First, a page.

That’s really the main issue here, that the union has spent years bargaining away the rights of amateurs they don’t even represent, both domestically and globally. But let’s say, for the moment, that they do have an interest in resolving this situation, that beyond the PR aspect of it, the sooner they can get a top prospect like Bryant to the bigs, the sooner he can get to free agency and make some real money.
Or Sam Miller, at the similarly prominent baseball-nerd site Baseball Prospectus, arguing that we should “shame” the Cubs:
If we quit talking about how smart the Cubs are for this decision and instead complained about how unhappy it makes us, if we shamed them for observing the letter of the law instead of the spirit of the game, this conversation might quit happening. And we’d get what we want.
(For what it’s worth, this seems like a hard argument to make. Not seeing Kris Bryant on Sunday night, after he had the best spring of anyone in baseball on the heels of a preposterous season at the highest level of the minors, doesn’t make anyone happy. But six years from now, perhaps seeing a much better 29-year-old Bryant alongside $15 million worth of teammate, that could be enjoyable—something the Cubs know, and know they’d be burned by fans and the media for in 2021 if they forgot.)
Or Fox Sports’s famously bowtied Ken Rosenthal:
When the best players are not in the majors, it’s bad for baseball. When service-time shenanigans become an annual topic of discussion, it’s bad for baseball. When teams cannot be transparent with young players — and when those players come to spring training knowing they can be Babe Ruth and not make the Opening Day roster — it’s bad for baseball.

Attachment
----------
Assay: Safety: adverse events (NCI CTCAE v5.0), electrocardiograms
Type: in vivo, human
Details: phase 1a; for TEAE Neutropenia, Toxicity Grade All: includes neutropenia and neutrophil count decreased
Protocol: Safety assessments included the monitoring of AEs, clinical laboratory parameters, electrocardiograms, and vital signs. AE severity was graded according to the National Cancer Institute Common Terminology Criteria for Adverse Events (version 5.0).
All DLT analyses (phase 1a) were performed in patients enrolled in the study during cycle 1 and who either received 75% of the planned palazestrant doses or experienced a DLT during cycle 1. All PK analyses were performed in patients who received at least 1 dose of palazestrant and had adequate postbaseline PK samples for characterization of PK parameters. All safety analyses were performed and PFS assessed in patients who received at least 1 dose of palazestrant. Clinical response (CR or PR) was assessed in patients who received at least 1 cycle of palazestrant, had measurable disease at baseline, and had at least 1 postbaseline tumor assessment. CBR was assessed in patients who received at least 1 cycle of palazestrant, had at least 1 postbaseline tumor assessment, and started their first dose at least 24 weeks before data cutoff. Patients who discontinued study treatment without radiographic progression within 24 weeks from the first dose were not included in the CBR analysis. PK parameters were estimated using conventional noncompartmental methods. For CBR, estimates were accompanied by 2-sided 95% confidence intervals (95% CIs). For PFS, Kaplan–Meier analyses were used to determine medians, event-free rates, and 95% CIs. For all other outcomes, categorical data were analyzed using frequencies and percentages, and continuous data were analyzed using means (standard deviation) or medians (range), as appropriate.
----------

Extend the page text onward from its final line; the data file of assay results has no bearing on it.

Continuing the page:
On ESPN’s Outside the Lines today, Bob Ley convened an all-star panel—Curt Schilling, Doug Glanville, Christina Kahrl, and Jeff Passan—to ask whether it’s “good for the game.” It seems hard to argue that it’s good for the game in any way, but we’re talking about it a lot, which is novel. We’re also talking about it not too long before the collective bargaining agreement expires, at the end of next season, so don’t be surprised if Bryant’s absence from the beginning of this season is an issue.
What no one can figure out is who to blame. The Cubs? They’re a popular target, but provided they don’t keep all the savings from Bryant’s service time, they could afford another good player. The union? They don’t represent Bryant, or players like him, since they’re not in the majors yet. And as a result, they represent guys whose piece of the pie gets smaller if the young guys get paid sooner. (Rob Neyer goes so far as to argue that that the Major League Baseball Players Association’s rhetorical support of Bryant is just to make him feel warm and fuzzy about the union for when he becomes an established star. And it’s an interesting question for the MLBPA: do they represent the best interests of current major league baseball players, or future ones as well?)
But there’s a year and a half to figure it out before the rules can be renegotiated. There’s time to take all the feelings and suggestions—Petrillo and Rosenthal have ideas for fixes—and turn them into bargaining chips and goals. If that happens, Kris Bryant will have changed the majors—by not yet being a part of them.